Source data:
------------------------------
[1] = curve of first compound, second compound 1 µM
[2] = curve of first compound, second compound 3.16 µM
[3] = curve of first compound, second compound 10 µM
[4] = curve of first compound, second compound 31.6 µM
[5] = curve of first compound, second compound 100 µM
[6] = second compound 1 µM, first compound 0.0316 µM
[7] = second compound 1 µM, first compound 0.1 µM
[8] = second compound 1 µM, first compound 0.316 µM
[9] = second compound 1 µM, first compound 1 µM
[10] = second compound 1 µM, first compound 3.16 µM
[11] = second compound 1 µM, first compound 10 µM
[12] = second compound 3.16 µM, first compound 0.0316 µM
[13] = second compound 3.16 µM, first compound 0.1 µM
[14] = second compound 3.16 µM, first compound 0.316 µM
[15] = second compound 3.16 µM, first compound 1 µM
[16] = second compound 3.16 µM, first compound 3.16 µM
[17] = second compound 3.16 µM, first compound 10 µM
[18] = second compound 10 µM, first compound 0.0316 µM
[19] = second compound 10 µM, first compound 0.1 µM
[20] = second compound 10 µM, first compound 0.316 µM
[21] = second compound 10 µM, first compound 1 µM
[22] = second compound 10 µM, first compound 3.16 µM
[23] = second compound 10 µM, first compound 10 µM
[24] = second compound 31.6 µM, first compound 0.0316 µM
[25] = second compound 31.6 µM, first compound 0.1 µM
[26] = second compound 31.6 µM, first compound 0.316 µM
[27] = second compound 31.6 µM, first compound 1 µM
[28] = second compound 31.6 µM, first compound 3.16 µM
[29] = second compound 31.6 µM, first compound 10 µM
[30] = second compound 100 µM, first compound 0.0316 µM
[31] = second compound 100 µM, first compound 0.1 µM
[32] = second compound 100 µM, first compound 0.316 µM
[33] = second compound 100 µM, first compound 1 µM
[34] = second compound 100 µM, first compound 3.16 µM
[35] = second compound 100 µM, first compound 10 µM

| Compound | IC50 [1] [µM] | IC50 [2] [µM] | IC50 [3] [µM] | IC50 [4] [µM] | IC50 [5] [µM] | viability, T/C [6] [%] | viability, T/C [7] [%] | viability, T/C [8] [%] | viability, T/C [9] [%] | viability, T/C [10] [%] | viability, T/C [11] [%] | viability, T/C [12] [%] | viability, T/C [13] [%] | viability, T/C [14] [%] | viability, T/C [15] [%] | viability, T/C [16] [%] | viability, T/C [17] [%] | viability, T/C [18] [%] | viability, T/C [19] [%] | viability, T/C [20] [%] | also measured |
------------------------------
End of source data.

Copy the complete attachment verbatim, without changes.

[1] = curve of first compound, second compound 1 µM
[2] = curve of first compound, second compound 3.16 µM
[3] = curve of first compound, second compound 10 µM
[4] = curve of first compound, second compound 31.6 µM
[5] = curve of first compound, second compound 100 µM
[6] = second compound 1 µM, first compound 0.0316 µM
[7] = second compound 1 µM, first compound 0.1 µM
[8] = second compound 1 µM, first compound 0.316 µM
[9] = second compound 1 µM, first compound 1 µM
[10] = second compound 1 µM, first compound 3.16 µM
[11] = second compound 1 µM, first compound 10 µM
[12] = second compound 3.16 µM, first compound 0.0316 µM
[13] = second compound 3.16 µM, first compound 0.1 µM
[14] = second compound 3.16 µM, first compound 0.316 µM
[15] = second compound 3.16 µM, first compound 1 µM
[16] = second compound 3.16 µM, first compound 3.16 µM
[17] = second compound 3.16 µM, first compound 10 µM
[18] = second compound 10 µM, first compound 0.0316 µM
[19] = second compound 10 µM, first compound 0.1 µM
[20] = second compound 10 µM, first compound 0.316 µM
[21] = second compound 10 µM, first compound 1 µM
[22] = second compound 10 µM, first compound 3.16 µM
[23] = second compound 10 µM, first compound 10 µM
[24] = second compound 31.6 µM, first compound 0.0316 µM
[25] = second compound 31.6 µM, first compound 0.1 µM
[26] = second compound 31.6 µM, first compound 0.316 µM
[27] = second compound 31.6 µM, first compound 1 µM
[28] = second compound 31.6 µM, first compound 3.16 µM
[29] = second compound 31.6 µM, first compound 10 µM
[30] = second compound 100 µM, first compound 0.0316 µM
[31] = second compound 100 µM, first compound 0.1 µM
[32] = second compound 100 µM, first compound 0.316 µM
[33] = second compound 100 µM, first compound 1 µM
[34] = second compound 100 µM, first compound 3.16 µM
[35] = second compound 100 µM, first compound 10 µM

| Compound | IC50 [1] [µM] | IC50 [2] [µM] | IC50 [3] [µM] | IC50 [4] [µM] | IC50 [5] [µM] | viability, T/C [6] [%] | viability, T/C [7] [%] | viability, T/C [8] [%] | viability, T/C [9] [%] | viability, T/C [10] [%] | viability, T/C [11] [%] | viability, T/C [12] [%] | viability, T/C [13] [%] | viability, T/C [14] [%] | viability, T/C [15] [%] | viability, T/C [16] [%] | viability, T/C [17] [%] | viability, T/C [18] [%] | viability, T/C [19] [%] | viability, T/C [20] [%] | also measured |